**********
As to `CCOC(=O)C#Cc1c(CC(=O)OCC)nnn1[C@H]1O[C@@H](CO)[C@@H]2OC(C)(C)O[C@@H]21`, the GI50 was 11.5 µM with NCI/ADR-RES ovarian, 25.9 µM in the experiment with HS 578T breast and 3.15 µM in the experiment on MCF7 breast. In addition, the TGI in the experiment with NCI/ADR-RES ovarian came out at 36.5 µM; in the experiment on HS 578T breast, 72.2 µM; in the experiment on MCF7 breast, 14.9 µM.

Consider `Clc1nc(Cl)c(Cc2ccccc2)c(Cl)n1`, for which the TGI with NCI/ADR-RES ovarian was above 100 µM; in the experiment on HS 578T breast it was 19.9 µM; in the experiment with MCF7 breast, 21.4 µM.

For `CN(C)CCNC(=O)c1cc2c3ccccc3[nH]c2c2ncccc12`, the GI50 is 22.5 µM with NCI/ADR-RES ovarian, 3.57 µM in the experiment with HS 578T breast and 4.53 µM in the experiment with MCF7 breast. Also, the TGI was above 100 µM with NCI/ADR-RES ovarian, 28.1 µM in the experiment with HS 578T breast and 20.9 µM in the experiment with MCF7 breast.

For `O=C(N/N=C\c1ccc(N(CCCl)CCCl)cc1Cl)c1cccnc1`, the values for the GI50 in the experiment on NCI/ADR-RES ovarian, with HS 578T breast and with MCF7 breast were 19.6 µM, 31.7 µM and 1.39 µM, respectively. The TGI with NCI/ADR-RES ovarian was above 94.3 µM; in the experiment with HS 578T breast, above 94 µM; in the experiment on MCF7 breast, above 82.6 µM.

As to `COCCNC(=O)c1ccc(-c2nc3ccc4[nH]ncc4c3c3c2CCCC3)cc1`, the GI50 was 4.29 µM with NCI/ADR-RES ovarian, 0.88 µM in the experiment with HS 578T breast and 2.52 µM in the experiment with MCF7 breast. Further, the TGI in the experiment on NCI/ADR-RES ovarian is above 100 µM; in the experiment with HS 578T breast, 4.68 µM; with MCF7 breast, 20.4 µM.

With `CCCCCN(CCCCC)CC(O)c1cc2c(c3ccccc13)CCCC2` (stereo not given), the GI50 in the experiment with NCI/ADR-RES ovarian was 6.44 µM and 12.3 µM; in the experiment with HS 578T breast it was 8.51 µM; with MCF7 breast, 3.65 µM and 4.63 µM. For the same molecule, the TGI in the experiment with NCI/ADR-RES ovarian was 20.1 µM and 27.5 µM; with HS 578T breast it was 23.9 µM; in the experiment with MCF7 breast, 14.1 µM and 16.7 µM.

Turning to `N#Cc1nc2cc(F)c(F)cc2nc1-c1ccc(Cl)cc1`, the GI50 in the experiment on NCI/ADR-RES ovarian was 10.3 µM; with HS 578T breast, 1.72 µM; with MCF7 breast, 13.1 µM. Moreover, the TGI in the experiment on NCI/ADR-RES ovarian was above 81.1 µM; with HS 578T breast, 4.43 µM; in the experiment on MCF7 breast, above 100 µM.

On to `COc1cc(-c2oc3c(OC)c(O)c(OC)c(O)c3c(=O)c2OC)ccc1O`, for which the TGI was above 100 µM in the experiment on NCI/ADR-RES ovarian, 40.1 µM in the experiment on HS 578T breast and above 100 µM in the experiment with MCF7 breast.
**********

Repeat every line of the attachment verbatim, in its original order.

As to `CCOC(=O)C#Cc1c(CC(=O)OCC)nnn1[C@H]1O[C@@H](CO)[C@@H]2OC(C)(C)O[C@@H]21`, the GI50 was 11.5 µM with NCI/ADR-RES ovarian, 25.9 µM in the experiment with HS 578T breast and 3.15 µM in the experiment on MCF7 breast. In addition, the TGI in the experiment with NCI/ADR-RES ovarian came out at 36.5 µM; in the experiment on HS 578T breast, 72.2 µM; in the experiment on MCF7 breast, 14.9 µM.

Consider `Clc1nc(Cl)c(Cc2ccccc2)c(Cl)n1`, for which the TGI with NCI/ADR-RES ovarian was above 100 µM; in the experiment on HS 578T breast it was 19.9 µM; in the experiment with MCF7 breast, 21.4 µM.

For `CN(C)CCNC(=O)c1cc2c3ccccc3[nH]c2c2ncccc12`, the GI50 is 22.5 µM with NCI/ADR-RES ovarian, 3.57 µM in the experiment with HS 578T breast and 4.53 µM in the experiment with MCF7 breast. Also, the TGI was above 100 µM with NCI/ADR-RES ovarian, 28.1 µM in the experiment with HS 578T breast and 20.9 µM in the experiment with MCF7 breast.

For `O=C(N/N=C\c1ccc(N(CCCl)CCCl)cc1Cl)c1cccnc1`, the values for the GI50 in the experiment on NCI/ADR-RES ovarian, with HS 578T breast and with MCF7 breast were 19.6 µM, 31.7 µM and 1.39 µM, respectively. The TGI with NCI/ADR-RES ovarian was above 94.3 µM; in the experiment with HS 578T breast, above 94 µM; in the experiment on MCF7 breast, above 82.6 µM.

As to `COCCNC(=O)c1ccc(-c2nc3ccc4[nH]ncc4c3c3c2CCCC3)cc1`, the GI50 was 4.29 µM with NCI/ADR-RES ovarian, 0.88 µM in the experiment with HS 578T breast and 2.52 µM in the experiment with MCF7 breast. Further, the TGI in the experiment on NCI/ADR-RES ovarian is above 100 µM; in the experiment with HS 578T breast, 4.68 µM; with MCF7 breast, 20.4 µM.

With `CCCCCN(CCCCC)CC(O)c1cc2c(c3ccccc13)CCCC2` (stereo not given), the GI50 in the experiment with NCI/ADR-RES ovarian was 6.44 µM and 12.3 µM; in the experiment with HS 578T breast it was 8.51 µM; with MCF7 breast, 3.65 µM and 4.63 µM. For the same molecule, the TGI in the experiment with NCI/ADR-RES ovarian was 20.1 µM and 27.5 µM; with HS 578T breast it was 23.9 µM; in the experiment with MCF7 breast, 14.1 µM and 16.7 µM.

Turning to `N#Cc1nc2cc(F)c(F)cc2nc1-c1ccc(Cl)cc1`, the GI50 in the experiment on NCI/ADR-RES ovarian was 10.3 µM; with HS 578T breast, 1.72 µM; with MCF7 breast, 13.1 µM. Moreover, the TGI in the experiment on NCI/ADR-RES ovarian was above 81.1 µM; with HS 578T breast, 4.43 µM; in the experiment on MCF7 breast, above 100 µM.

On to `COc1cc(-c2oc3c(OC)c(O)c(OC)c(O)c3c(=O)c2OC)ccc1O`, for which the TGI was above 100 µM in the experiment on NCI/ADR-RES ovarian, 40.1 µM in the experiment on HS 578T breast and above 100 µM in the experiment with MCF7 breast.